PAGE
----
National Insurance Contributions Bill
Published date : 14 June, 2021
The Bill makes provision for NI exemptions in what we believe are a number of important and necessary areas. We are generally supportive on such matters, but there are issues in each area—both within and outwith the scope of the Bill—that require some attention and that we will likely seek to address or draw attention to as the Bill proceeds. For the moment, however, I shall confine my remarks to the general principles and the remedies offered in the Bill.
First, I made clear the SNP’s support for freeports during the debates on the Finance Bill. We feel strongly that, given the scale of financial support on offer in the Bill, in terms of the customs exemptions and NICs, it is important to make sure that other wider policy objectives—such as environmental obligations, the commitment to net zero and fair pay for those employed in freeports—are met. That is what the Scottish Government’s greenports aim to do, by marrying up all the incentives of a freeport with wider obligations to ensure the payment of the real living wage, the implementation of the Scottish business pledge and the making of contributions towards net zero emissions. All those objectives must be met before companies are able to benefit from the substantial tax status benefits that freeports offer. The fair and sustainable greenport model can be an exemplar of those values while adding value to goods, services and the country’s brand.
If the UK Government wish to take a more laissez-faire approach to the securing of such outcomes, that is a matter of choice as much as it is a matter of regret. However, it should not be allowed to become a matter that contributes to any further delay in allowing the Scottish Government to take their approach or in allowing those who wish to invest in Scotland under the conditions I have set out to do so. I urge the Minister to ensure that the UK Government move quickly to allow the model to proceed so that the bidding process can begin.
Let me turn to veterans. Those with experience of serving in our armed forces bring valuable life skills and experience to the workplace. The NICs exemptions are therefore a positive step, making it even more attractive to employers to hire ex-service personnel and bring their skills and experience into the workforce. We very much welcome that step on its own terms. It is important to provide every support possible to former service personnel as they transition to civilian life.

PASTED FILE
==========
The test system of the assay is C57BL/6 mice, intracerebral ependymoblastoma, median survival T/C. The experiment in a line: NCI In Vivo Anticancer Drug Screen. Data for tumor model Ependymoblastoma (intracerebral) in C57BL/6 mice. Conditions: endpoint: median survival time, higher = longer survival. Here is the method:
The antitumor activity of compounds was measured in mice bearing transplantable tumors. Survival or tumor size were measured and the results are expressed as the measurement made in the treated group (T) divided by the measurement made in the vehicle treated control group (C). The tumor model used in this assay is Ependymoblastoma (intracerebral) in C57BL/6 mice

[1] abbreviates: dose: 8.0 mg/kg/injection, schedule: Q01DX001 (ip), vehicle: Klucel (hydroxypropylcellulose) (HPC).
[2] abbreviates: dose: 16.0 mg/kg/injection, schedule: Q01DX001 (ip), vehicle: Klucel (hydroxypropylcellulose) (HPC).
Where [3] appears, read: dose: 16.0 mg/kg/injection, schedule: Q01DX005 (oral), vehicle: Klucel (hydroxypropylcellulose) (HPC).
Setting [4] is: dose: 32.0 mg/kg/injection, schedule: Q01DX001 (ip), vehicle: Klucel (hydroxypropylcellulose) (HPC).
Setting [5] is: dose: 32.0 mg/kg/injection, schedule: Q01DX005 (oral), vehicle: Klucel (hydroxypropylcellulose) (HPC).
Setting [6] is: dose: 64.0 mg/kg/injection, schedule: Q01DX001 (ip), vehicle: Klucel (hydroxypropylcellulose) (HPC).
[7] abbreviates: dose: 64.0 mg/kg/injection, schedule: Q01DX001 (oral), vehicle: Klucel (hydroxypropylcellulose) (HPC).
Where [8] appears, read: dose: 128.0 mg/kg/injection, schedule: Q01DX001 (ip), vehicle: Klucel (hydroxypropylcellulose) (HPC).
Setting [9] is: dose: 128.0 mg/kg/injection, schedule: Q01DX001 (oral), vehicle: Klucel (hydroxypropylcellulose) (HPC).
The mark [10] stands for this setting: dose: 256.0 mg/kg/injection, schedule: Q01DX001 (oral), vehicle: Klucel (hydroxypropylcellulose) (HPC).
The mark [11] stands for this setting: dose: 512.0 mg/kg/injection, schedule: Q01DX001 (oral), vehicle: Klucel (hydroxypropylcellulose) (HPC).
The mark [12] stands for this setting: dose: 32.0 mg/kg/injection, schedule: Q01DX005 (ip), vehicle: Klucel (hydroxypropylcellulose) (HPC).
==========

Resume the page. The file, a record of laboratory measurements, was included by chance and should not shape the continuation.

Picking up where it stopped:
Anyone who is in contact with the veterans community will be all too aware of the gaps in the support available. The Scottish Government have sought to fill those gaps by funding the translation of military qualifications so that they can be fully recognised by civilian employers—another key step that can help to incentivise the employment of ex-service personnel; setting up the national veterans care network to ensure parity of access to specialist services; actively supporting attempts to improve access to employment for the spouses and partners of those serving in the military, through Can Do hubs and the Forces Families Jobs website; and setting up, in conjunction with the Welsh Government, the Capitalising on Military Family Talent initiative. All those things are key elements in making sure that we deliver the best for our service personnel, and they sit well beside the NICs exemptions.
However important the NICs step will be, it cannot and must not be seen as any kind of substitute or sticking plaster for what we believe is a planned 40% reduction in the budget of the Office for Veterans’ Affairs. That cut stands in stark contrast to the support that we should be offering and my party will continue to oppose it.
Let me turn to the treatment of self-isolation payments—another measure that we are happy to support fully. The purpose of the payments was clearly to incentivise people on low incomes who needed to self-isolate to do so, to help to prevent the spread of the virus without their having to suffer any adverse financial consequences. The intention was only ever to help people to make the right choices for the benefit of themselves and others, with the NICs consequences quite understandably something of an afterthought. The move to exempt the payments from NICs, thereby removing the administrative and cost burdens on local authorities and employers, is therefore a positive step. If the payments can be made exempt from NICs, it makes it harder to justify the continuation—apparently at UK ministerial insistence—of the situation whereby any past or future thank you payments made to NHS and care workers in Scotland remain liable to income tax.
Finally, we welcome the move to allow changes to the disclosure of tax avoidance schemes regime as it applies to NICs avoidance schemes. That may be a small step towards closing another area of potential abuse in the tax code, but it is necessary. However, what is really needed is a workable set of general anti-avoidance rules that tackle tax avoidance in all its forms; do not exempt existing and established abuse from action; include in their scope international tax abuse; give a tax authority the right to take action against tax avoidance, which it defines, in an objective fashion capable of being numerically assessed, without the consent of any unelected authority; and place the burden of proof on this issue on the taxpayer.
We are happy to see the Bill progress, and to address it in greater detail and attempt to improve it as it continues its passage through the House.
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